Picking lower down in each round of the Draft doesn't make it easy to load up on talent, but the Red Sox have been able to add some interesting prospects in the past two. Unfortunately for Boston, the injury bug hit its 2016 Draft class, so the club is hoping to really see what it has from first-round selection Jay Groome (left lat strain and left forearm soreness), second-rounder C.J. Chatham (hamstring) and fourth-rounder Bobby Dalbec (broken hamate in left hand) in '18.

"Jay put in a great offseason of work," Crockett said. "He's in really good shape. He worked out some with Sale and was down here in Fort Myers working with the strength and conditioning staff for most of the offseason and it's shown. He had his first outing here on Monday and he was [sitting at 93-to-95 mph] and punched out six in two innings, so not a bad start. You're not expecting that every time out, but I think it did speak to how he's feeling physically to come out and have that kind of velocity and carry on his pitches."

"C.J. came in here early, he's in good shape," Crockett said. "He was ready to go at instructs last year from an injury standpoint and he was able to fully participate, which I think gave him a leg up on starting this season. We're expecting a positive year from him."

The Red Sox are also bullish on their top two picks from this past June. Second-rounder Cole Brannen is an advanced high school bat the organization is working with to start driving the ball more and first-rounder Tanner Houck comes with a strong track record from Missouri; Houck could be the arm in the system ready to join Groome as a top-flight pitching prospect.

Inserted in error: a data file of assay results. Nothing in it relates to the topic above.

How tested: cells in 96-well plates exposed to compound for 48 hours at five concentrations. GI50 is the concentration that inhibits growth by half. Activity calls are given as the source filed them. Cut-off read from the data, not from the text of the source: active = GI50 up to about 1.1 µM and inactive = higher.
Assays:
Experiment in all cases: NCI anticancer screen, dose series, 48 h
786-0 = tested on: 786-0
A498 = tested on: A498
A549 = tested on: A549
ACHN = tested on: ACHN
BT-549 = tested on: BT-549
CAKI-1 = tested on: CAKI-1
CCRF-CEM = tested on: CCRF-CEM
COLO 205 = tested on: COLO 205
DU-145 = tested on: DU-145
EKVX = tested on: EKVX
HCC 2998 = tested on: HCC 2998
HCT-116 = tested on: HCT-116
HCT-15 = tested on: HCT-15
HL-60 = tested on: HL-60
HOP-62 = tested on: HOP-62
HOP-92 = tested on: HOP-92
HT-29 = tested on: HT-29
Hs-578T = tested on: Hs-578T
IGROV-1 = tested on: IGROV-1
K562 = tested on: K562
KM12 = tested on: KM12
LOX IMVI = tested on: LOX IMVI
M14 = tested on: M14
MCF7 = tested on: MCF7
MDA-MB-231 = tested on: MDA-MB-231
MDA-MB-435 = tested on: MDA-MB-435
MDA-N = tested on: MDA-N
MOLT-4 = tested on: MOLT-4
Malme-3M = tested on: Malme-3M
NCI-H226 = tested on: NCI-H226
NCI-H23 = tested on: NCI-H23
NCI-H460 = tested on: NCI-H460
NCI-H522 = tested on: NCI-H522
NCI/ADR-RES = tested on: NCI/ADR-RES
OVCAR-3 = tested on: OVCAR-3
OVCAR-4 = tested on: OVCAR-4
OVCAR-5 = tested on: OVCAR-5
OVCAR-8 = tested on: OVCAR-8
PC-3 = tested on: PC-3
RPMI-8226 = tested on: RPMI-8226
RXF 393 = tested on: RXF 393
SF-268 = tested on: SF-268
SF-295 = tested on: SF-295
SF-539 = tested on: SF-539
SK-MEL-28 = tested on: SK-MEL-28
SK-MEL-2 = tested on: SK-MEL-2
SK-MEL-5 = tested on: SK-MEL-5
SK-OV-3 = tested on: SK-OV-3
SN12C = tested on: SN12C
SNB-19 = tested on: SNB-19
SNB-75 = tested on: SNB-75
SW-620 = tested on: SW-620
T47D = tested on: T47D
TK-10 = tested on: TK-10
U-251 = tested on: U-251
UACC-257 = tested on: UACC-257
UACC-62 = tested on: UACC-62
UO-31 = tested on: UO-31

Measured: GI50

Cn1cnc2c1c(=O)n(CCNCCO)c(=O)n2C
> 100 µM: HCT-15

"He's had a great camp so far," Crockett said. "He's faced some of the big leaguers in inter-squads and had a two-inning outing the other day where he was very impressive.

"One of the things we talked about with him last year once he got to Lowell was the ability to use the four-seam fastball at the top of the strike zone. He has such good carry from his slot and great velocity, so being able to use that and not just a sinker or two-seam [helps]. He's also continuing to work on more of a power curveball, as his slider is sometimes an in-between pitch. We're really challenging him to define that as one or the other and then go. It's been a pretty impressive pitch so far."

Camp standout
Mike Shawaryn had an up-and-down junior season at Maryland; now it seems like those struggles have worked to Boston's advantage. The right-hander fell to the fifth round in 2016, then he went out and pitched across two levels of Class A ball and was among the Minor League leaders in strikeouts in his first full season.

Shawaryn's picked up where he left off this spring. Some of that has to do with just feeling more comfortable in his surroundings and his routine as a professional.

"Last year, in his first Spring Training, he was kind of feeling his way through it, trying to figure out expectations and all of that," Crockett said. "He's hit the ground running this camp. He's impressed so far in how he's gone about it."

Shawaryn's done it while being challenged to use all of his pitches more consistently. His three-pitch mix, led by his slider, has really played well early in camp, and he's showing a deeper understanding of the need to use all of them in concert with one another.

"He's dominated with his fastball, slider and changeup," Crockett said. "He's really elevating well, he's working really hard on elevating and using his changeup down, knowing that his slider has been a plus pitch for him and has been his bread and butter. He's working on expanding his comfort with his entire repertoire and it's gone really well."

Jonathan Mayo is a reporter for MLB Pipeline. Follow him on Twitter @JonathanMayo and Facebook, and listen to him on the weekly Pipeline Podcast.